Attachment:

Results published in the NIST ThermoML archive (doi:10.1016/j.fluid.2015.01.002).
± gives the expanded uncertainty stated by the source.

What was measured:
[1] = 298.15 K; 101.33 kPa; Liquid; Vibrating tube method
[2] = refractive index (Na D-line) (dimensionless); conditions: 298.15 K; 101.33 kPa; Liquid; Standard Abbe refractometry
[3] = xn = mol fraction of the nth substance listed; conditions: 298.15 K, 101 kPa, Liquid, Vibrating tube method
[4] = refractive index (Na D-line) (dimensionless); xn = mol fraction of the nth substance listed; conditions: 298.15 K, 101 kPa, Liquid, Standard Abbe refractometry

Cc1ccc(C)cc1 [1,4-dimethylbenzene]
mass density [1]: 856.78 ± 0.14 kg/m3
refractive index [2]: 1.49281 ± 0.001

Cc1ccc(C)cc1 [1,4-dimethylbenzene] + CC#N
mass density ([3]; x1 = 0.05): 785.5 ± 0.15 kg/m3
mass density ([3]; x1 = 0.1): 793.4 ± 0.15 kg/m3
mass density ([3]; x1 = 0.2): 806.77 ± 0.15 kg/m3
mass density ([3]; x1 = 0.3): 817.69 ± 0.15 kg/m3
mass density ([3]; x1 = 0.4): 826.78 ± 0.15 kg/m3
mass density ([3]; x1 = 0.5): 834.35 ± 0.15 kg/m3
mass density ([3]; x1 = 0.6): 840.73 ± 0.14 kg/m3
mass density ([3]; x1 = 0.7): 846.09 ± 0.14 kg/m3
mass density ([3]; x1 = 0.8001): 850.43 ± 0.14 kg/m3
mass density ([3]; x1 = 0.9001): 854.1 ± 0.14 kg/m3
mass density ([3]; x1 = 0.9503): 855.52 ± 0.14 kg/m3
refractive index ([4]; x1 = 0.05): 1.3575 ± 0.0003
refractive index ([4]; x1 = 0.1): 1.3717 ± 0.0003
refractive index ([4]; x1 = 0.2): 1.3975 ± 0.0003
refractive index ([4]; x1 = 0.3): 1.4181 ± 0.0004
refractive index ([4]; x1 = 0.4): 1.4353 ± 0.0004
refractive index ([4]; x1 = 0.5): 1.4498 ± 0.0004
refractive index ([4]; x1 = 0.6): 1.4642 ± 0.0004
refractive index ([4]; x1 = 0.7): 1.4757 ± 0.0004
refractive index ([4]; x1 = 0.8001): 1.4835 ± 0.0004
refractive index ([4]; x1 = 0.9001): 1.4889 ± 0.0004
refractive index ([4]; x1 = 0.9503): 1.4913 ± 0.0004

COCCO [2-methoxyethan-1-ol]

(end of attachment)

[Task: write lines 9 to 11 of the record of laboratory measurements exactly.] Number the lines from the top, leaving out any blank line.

mass density [1]: 856.78 ± 0.14 kg/m3
refractive index [2]: 1.49281 ± 0.001

Cc1ccc(C)cc1 [1,4-dimethylbenzene] + CC#N